In some embodiments, the instructions that implement the system administrator interface also include instructions to receive a customization of the administrator-selected training intervention from the administrator. The instructions that implement the system administrator interface also may include instructions to perform one or more of the following: (i) display parameters of the training needs model and receive a customization of the training needs model from the administrator; (ii) display logic of the policy manager and receive a configuration of the policy manager from the administrator; or (iii) display analysis results from the policy manager and receive a manipulation of the analysis results from the administrator.

Optionally, the instructions to implement the system administrator interface also may include instructions to cause the system administrator interface to display statistics for additional users and receive, via the system administrator interface, a selected group of the additional users. If so, the system may include instructions that, when executed, cause the system to generate a command to deliver the administrator-selected training intervention to the selected group of additional users.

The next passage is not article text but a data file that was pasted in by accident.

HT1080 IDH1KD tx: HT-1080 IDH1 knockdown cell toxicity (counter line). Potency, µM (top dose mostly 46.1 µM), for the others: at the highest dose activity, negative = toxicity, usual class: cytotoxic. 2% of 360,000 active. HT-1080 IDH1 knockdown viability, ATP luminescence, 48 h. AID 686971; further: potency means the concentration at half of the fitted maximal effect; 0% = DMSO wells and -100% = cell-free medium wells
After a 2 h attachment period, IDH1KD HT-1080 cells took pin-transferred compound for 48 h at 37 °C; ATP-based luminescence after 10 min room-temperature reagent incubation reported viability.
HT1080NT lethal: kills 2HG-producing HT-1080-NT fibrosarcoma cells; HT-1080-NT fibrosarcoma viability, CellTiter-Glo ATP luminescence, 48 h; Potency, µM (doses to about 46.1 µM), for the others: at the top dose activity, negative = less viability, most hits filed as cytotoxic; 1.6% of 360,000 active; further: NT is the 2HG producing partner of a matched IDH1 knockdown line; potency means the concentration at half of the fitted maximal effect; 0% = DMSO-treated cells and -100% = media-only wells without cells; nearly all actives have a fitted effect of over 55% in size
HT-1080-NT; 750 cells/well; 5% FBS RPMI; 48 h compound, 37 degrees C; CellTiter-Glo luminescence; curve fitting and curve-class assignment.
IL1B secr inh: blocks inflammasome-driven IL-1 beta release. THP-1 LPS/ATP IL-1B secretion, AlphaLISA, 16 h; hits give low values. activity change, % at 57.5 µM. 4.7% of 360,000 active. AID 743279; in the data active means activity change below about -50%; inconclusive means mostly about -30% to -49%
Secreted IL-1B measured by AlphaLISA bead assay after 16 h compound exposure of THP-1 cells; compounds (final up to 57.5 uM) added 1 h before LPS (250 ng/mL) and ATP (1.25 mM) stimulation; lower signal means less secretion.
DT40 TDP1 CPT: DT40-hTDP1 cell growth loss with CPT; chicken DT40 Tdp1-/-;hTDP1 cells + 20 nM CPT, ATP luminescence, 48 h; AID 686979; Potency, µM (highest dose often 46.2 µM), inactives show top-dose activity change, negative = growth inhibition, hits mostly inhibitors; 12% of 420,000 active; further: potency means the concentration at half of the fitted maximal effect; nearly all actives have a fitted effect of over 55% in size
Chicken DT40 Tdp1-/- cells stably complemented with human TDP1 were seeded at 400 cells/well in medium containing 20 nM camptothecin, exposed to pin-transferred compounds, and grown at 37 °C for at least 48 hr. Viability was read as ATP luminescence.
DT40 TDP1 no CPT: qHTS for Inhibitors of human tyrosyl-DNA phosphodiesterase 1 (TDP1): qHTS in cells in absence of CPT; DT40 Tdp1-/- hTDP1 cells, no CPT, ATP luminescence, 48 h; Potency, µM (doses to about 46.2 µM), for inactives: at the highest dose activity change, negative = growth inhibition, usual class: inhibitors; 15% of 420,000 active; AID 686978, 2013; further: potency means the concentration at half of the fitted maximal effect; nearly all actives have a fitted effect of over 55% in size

In embodiments where the threat scenario includes an SMS attack threat scenario, then when receiving a customization for the administrator-selected training intervention the administrator interface may display various mock SMS attack templates, receive an administrator selection of one of the displayed mock SMS attack templates, and apply the customization to the administrator-selected template so that the customization comprises one or more of any of the following: (i) automatic insertion of the user's name in the administrator-selected template; (ii) a selected start time or end time for the administrator-selected training intervention; (iii) information obtained from a social network or public profile that is relevant to the user; or (iv) an administrator-edited SMS message.

In embodiments where the threat scenario includes use of a malicious memory device, then when receiving a customization for the administrator-selected training intervention the system administrator interface may display various mock malicious memory device attack templates, receive an administrator selection of one of the displayed templates, and apply the customization to the administrator-selected template so that the customization includes a selection of mock malware to include on at least one memory device that will be used in the training intervention. The customization in this embodiment may include any of the following: one or more locations at which the devices are to be delivered; a selection of mock malware to include on the devices; or other customizations.